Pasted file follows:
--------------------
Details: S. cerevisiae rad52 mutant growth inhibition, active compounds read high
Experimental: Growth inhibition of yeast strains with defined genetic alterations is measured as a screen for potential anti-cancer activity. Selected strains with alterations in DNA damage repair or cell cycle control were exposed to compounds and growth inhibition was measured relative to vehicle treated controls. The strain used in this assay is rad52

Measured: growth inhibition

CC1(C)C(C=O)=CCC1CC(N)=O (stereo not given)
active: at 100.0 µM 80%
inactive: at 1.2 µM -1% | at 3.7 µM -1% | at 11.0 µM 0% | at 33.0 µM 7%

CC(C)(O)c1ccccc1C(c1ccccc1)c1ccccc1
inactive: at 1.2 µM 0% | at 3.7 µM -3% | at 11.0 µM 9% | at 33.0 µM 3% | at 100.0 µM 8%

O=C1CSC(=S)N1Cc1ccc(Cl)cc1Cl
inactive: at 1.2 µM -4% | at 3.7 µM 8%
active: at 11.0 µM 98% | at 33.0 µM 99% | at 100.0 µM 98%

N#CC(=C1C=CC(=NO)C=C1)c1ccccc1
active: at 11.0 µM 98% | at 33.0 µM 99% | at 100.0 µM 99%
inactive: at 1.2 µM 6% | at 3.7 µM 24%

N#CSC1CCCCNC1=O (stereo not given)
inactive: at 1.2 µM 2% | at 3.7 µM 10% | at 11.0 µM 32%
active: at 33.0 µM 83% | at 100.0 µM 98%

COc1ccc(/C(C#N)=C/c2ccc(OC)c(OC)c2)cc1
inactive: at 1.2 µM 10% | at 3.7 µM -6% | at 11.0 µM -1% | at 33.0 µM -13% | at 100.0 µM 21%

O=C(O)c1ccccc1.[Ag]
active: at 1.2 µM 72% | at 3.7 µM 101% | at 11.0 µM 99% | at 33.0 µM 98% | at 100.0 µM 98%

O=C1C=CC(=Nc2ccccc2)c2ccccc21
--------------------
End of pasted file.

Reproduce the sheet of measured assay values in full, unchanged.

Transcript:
Details: S. cerevisiae rad52 mutant growth inhibition, active compounds read high
Experimental: Growth inhibition of yeast strains with defined genetic alterations is measured as a screen for potential anti-cancer activity. Selected strains with alterations in DNA damage repair or cell cycle control were exposed to compounds and growth inhibition was measured relative to vehicle treated controls. The strain used in this assay is rad52

Measured: growth inhibition

CC1(C)C(C=O)=CCC1CC(N)=O (stereo not given)
active: at 100.0 µM 80%
inactive: at 1.2 µM -1% | at 3.7 µM -1% | at 11.0 µM 0% | at 33.0 µM 7%

CC(C)(O)c1ccccc1C(c1ccccc1)c1ccccc1
inactive: at 1.2 µM 0% | at 3.7 µM -3% | at 11.0 µM 9% | at 33.0 µM 3% | at 100.0 µM 8%

O=C1CSC(=S)N1Cc1ccc(Cl)cc1Cl
inactive: at 1.2 µM -4% | at 3.7 µM 8%
active: at 11.0 µM 98% | at 33.0 µM 99% | at 100.0 µM 98%

N#CC(=C1C=CC(=NO)C=C1)c1ccccc1
active: at 11.0 µM 98% | at 33.0 µM 99% | at 100.0 µM 99%
inactive: at 1.2 µM 6% | at 3.7 µM 24%

N#CSC1CCCCNC1=O (stereo not given)
inactive: at 1.2 µM 2% | at 3.7 µM 10% | at 11.0 µM 32%
active: at 33.0 µM 83% | at 100.0 µM 98%

COc1ccc(/C(C#N)=C/c2ccc(OC)c(OC)c2)cc1
inactive: at 1.2 µM 10% | at 3.7 µM -6% | at 11.0 µM -1% | at 33.0 µM -13% | at 100.0 µM 21%

O=C(O)c1ccccc1.[Ag]
active: at 1.2 µM 72% | at 3.7 µM 101% | at 11.0 µM 99% | at 33.0 µM 98% | at 100.0 µM 98%

O=C1C=CC(=Nc2ccccc2)c2ccccc21